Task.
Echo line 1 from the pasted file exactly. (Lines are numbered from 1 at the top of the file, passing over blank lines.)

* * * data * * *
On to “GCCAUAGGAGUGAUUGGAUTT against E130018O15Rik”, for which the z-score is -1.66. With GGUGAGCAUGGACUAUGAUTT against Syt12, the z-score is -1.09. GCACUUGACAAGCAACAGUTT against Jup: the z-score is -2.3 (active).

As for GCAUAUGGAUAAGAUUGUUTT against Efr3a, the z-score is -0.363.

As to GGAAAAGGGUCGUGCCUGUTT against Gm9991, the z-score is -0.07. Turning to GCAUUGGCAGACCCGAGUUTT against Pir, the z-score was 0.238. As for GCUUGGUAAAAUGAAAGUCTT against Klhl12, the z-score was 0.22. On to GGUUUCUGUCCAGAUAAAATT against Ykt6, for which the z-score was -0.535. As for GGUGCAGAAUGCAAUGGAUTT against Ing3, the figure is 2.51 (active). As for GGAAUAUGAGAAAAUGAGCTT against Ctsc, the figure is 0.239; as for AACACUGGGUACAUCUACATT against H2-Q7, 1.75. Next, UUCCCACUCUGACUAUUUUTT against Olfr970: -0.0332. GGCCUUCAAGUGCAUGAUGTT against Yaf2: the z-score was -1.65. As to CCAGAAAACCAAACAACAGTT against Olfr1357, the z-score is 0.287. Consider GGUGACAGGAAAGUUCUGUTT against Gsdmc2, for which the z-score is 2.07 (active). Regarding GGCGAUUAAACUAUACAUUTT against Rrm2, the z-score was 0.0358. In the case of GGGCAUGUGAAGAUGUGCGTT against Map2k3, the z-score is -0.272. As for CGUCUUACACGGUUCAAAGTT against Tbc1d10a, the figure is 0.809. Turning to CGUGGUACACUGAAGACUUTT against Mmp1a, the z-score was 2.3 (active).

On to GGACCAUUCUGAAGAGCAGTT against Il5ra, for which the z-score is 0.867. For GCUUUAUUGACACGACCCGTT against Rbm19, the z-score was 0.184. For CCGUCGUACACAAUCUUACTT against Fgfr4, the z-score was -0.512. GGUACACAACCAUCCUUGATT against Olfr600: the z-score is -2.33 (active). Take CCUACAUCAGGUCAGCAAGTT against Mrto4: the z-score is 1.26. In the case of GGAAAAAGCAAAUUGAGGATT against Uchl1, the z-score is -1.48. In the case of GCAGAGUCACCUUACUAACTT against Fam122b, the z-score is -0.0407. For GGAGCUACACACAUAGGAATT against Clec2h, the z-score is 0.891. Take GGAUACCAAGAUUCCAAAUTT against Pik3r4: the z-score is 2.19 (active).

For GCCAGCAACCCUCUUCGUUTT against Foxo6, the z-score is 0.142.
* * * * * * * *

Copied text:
On to “GCCAUAGGAGUGAUUGGAUTT against E130018O15Rik”, for which the z-score is -1.66. With GGUGAGCAUGGACUAUGAUTT against Syt12, the z-score is -1.09. GCACUUGACAAGCAACAGUTT against Jup: the z-score is -2.3 (active).